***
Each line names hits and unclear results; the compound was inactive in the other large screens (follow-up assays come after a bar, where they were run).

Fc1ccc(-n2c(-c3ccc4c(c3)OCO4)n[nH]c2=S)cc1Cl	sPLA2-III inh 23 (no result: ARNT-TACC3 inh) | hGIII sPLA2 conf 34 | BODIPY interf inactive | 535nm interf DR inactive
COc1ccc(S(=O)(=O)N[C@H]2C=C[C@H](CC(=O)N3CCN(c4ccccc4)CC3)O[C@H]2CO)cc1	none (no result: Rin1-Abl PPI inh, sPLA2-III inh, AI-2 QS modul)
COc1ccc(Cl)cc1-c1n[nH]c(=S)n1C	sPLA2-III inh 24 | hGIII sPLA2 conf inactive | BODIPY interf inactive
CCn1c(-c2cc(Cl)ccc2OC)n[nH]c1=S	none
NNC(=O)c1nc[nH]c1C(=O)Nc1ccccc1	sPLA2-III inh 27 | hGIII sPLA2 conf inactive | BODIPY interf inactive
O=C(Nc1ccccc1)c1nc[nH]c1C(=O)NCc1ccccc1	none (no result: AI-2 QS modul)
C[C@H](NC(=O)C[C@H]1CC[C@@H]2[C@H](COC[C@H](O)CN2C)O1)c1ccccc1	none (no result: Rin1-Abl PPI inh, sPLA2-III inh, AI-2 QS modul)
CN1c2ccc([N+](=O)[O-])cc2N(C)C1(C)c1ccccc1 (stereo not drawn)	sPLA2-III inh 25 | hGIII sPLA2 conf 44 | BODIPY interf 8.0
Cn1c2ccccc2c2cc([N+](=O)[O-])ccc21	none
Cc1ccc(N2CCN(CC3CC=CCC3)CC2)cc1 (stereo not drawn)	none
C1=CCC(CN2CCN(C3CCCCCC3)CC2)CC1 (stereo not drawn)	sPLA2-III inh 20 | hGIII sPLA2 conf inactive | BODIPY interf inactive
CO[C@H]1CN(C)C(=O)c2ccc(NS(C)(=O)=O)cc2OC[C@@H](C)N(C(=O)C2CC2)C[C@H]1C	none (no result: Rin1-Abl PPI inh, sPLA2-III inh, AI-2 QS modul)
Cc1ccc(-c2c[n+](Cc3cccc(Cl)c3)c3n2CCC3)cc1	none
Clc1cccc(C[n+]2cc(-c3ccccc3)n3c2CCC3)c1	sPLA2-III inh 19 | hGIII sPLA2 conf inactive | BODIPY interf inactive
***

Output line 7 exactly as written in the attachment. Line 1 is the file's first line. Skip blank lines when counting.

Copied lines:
O=C(Nc1ccccc1)c1nc[nH]c1C(=O)NCc1ccccc1	none (no result: AI-2 QS modul)